Showing Your Dog

What form of agility should I start with?

In deciding what flavor of agility to focus on initially, there are two things to consider: 1. what can your dog do safely and comfortably; and 2. what is readily available to you. For most dogs, USDAA and AAC (which most closely follow the international rules with 30" jumps for the largest dogs) are the most physically demanding flavors of agility with higher and wider jumps, and steeper A-frame. AKC and NADAC have lower jump heights across the board. However for those dogs that are just above the height cut offs, AKC and NADAC can be more demanding.

Regarding availability, USDAA and AKC are the most wide spread. Check out what agility training groups near you do, since that will be most available. UKC (previously NCDA) and NADAC tend to have regional pockets of activity around the country. NADAC is very strong in the Northwest, several events are also held in the northeast, CA, FL, and Chicago area. The heart of UKC agility has been Kansas and surrounding states, with a strong pocket in the Chicago area, and some events elsewhere. Canadian agility (AAC) is of course primarily in Canada, although groups in Washington state and Detroit have held AAC sanctioned classes as well. Even if you don't expect to enter events for a while, start now with watching the agility calendar of events to find out what's available within what you consider reasonable distance. (Warning: agility is likely to change your definition of a reasonable distance!)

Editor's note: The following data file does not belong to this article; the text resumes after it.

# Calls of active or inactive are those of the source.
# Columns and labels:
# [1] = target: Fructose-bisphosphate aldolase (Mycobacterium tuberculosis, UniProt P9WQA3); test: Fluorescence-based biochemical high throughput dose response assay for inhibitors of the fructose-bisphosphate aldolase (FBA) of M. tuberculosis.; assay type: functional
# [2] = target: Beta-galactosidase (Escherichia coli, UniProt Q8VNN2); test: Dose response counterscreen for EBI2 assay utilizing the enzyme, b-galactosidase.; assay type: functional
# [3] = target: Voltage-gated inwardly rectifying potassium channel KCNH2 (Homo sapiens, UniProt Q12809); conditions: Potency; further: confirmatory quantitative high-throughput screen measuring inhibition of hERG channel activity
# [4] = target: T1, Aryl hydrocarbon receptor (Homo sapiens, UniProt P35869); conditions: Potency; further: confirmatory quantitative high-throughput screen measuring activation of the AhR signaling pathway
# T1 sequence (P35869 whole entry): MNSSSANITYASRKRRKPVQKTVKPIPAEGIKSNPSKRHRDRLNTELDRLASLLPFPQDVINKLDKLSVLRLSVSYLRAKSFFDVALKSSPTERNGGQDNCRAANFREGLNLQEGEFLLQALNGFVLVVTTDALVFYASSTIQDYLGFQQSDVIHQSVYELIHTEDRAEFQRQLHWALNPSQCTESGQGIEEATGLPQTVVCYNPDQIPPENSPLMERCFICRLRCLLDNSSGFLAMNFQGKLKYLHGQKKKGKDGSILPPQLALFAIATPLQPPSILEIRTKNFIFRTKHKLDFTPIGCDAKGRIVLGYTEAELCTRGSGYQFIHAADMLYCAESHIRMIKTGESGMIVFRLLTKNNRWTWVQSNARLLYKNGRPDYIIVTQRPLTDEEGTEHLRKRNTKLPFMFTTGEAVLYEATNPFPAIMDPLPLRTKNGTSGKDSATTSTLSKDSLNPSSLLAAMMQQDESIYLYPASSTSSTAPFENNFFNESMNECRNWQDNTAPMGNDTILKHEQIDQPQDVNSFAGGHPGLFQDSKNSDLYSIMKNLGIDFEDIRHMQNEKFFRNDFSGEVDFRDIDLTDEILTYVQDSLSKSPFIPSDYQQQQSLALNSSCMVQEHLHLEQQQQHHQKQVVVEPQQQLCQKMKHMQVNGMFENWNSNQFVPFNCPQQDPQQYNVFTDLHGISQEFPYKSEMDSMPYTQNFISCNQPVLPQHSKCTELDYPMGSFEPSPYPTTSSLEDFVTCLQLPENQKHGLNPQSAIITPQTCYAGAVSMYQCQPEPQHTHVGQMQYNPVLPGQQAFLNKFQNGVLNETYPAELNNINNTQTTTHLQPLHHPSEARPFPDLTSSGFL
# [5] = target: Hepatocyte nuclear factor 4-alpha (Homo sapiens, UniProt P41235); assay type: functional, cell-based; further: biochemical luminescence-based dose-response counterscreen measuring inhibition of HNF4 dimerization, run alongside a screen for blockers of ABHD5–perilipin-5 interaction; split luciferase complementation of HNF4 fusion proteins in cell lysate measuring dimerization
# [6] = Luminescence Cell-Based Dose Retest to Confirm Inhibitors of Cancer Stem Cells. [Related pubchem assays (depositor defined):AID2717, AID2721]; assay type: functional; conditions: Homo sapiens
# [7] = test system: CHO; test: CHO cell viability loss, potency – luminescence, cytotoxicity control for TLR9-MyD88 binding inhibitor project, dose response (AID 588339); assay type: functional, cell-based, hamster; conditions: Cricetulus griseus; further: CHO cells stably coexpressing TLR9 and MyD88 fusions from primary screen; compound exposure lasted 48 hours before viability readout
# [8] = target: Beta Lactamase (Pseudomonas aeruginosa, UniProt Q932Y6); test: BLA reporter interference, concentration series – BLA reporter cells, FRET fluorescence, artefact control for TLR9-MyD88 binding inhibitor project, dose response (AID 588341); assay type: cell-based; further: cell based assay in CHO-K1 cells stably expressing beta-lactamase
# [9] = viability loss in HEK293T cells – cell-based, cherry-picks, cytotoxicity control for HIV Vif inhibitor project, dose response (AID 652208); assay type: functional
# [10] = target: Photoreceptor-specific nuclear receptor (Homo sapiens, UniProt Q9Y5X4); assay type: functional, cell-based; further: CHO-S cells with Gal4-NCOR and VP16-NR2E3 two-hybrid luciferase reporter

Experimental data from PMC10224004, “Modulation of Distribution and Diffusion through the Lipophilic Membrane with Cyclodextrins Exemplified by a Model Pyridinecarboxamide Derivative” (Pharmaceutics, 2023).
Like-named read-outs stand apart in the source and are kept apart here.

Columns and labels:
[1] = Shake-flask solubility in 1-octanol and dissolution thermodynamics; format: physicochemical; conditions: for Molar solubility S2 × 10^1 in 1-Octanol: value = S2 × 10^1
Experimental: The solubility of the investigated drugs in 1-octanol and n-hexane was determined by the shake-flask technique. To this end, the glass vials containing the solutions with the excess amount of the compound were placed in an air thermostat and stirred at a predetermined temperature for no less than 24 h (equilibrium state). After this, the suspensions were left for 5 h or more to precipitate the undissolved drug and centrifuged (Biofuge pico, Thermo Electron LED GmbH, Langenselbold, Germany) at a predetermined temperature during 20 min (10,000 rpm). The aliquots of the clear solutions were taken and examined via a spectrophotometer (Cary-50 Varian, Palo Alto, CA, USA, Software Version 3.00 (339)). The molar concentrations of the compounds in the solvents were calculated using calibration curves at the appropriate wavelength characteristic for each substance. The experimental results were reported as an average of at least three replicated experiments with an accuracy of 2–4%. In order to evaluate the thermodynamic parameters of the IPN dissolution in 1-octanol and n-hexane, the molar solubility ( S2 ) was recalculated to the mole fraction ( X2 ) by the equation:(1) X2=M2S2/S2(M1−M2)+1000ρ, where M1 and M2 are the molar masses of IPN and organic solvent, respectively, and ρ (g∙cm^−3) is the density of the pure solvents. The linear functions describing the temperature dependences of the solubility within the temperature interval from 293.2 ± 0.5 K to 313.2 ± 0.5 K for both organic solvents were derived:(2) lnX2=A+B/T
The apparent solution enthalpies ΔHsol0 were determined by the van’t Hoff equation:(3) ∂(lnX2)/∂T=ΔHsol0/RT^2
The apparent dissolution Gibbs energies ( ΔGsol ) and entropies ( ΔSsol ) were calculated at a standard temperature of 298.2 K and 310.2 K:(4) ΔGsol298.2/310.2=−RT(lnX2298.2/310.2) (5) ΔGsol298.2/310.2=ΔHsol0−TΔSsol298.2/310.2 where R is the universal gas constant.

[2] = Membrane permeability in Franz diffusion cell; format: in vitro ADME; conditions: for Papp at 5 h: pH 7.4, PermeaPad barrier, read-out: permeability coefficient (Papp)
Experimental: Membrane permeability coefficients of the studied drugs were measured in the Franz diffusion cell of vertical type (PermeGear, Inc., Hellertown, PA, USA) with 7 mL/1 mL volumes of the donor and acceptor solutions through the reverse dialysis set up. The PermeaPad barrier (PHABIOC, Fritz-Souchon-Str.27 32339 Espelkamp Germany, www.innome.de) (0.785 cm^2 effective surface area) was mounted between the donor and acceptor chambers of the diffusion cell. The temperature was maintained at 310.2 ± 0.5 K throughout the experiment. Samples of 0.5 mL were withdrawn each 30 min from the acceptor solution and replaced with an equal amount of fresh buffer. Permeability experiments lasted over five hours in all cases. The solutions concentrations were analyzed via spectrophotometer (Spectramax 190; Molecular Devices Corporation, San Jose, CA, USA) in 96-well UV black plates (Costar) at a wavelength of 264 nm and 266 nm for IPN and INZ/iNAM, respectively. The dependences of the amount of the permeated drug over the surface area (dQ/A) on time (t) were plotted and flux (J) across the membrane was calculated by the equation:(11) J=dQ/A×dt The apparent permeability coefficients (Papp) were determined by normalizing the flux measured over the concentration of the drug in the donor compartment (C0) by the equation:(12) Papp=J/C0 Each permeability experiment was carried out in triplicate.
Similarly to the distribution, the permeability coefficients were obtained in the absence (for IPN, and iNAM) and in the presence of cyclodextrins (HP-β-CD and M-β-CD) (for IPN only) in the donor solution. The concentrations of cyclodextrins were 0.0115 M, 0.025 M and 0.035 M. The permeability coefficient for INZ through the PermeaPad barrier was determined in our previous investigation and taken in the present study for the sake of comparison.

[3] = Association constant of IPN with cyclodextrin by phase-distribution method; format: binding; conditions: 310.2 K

Whatever flavor looks like a good place for you to start - write and get their agility regulations. For all but AKC, joining as a member and getting their newsletter as well as the rules is DEFINITELY the best way to start - even if you don't expect to compete in the coming year. The rules are not crystal clear but they are a good starting point for coming up to speed about the sport. (Sally Sheridan)


   |  FAQ Home  |  At the Start Line »


Main Categories